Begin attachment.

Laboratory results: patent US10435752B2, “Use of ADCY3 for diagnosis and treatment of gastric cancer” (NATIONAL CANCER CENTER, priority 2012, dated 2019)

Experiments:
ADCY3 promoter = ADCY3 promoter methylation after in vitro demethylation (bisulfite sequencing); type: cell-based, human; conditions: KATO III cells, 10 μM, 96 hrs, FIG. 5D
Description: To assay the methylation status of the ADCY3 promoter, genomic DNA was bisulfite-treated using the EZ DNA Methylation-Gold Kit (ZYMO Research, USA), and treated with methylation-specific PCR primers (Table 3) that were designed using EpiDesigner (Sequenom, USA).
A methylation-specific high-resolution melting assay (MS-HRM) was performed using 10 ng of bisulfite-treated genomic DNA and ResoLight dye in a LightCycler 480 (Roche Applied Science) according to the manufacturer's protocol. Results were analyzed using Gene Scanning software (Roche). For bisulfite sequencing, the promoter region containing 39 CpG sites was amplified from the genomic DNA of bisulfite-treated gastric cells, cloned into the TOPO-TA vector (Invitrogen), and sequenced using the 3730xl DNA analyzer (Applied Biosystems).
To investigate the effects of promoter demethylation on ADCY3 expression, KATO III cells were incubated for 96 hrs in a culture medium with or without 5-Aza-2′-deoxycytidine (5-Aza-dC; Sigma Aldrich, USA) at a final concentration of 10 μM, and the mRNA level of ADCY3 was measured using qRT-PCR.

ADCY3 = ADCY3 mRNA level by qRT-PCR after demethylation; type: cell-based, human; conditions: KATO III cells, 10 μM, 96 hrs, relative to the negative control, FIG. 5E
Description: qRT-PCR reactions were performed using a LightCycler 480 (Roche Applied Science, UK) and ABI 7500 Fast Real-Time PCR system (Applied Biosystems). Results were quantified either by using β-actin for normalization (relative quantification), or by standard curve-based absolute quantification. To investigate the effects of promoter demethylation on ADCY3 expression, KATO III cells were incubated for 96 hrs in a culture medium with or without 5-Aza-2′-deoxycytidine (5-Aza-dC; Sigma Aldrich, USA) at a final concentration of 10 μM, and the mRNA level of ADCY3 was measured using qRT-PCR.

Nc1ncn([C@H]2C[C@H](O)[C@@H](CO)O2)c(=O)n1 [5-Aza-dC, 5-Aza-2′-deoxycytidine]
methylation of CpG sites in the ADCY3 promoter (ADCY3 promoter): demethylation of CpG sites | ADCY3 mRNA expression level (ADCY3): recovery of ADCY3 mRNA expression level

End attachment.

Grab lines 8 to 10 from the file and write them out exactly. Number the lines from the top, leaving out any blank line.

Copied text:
Description: qRT-PCR reactions were performed using a LightCycler 480 (Roche Applied Science, UK) and ABI 7500 Fast Real-Time PCR system (Applied Biosystems). Results were quantified either by using β-actin for normalization (relative quantification), or by standard curve-based absolute quantification. To investigate the effects of promoter demethylation on ADCY3 expression, KATO III cells were incubated for 96 hrs in a culture medium with or without 5-Aza-2′-deoxycytidine (5-Aza-dC; Sigma Aldrich, USA) at a final concentration of 10 μM, and the mRNA level of ADCY3 was measured using qRT-PCR.

Nc1ncn([C@H]2C[C@H](O)[C@@H](CO)O2)c(=O)n1 [5-Aza-dC, 5-Aza-2′-deoxycytidine]
methylation of CpG sites in the ADCY3 promoter (ADCY3 promoter): demethylation of CpG sites | ADCY3 mRNA expression level (ADCY3): recovery of ADCY3 mRNA expression level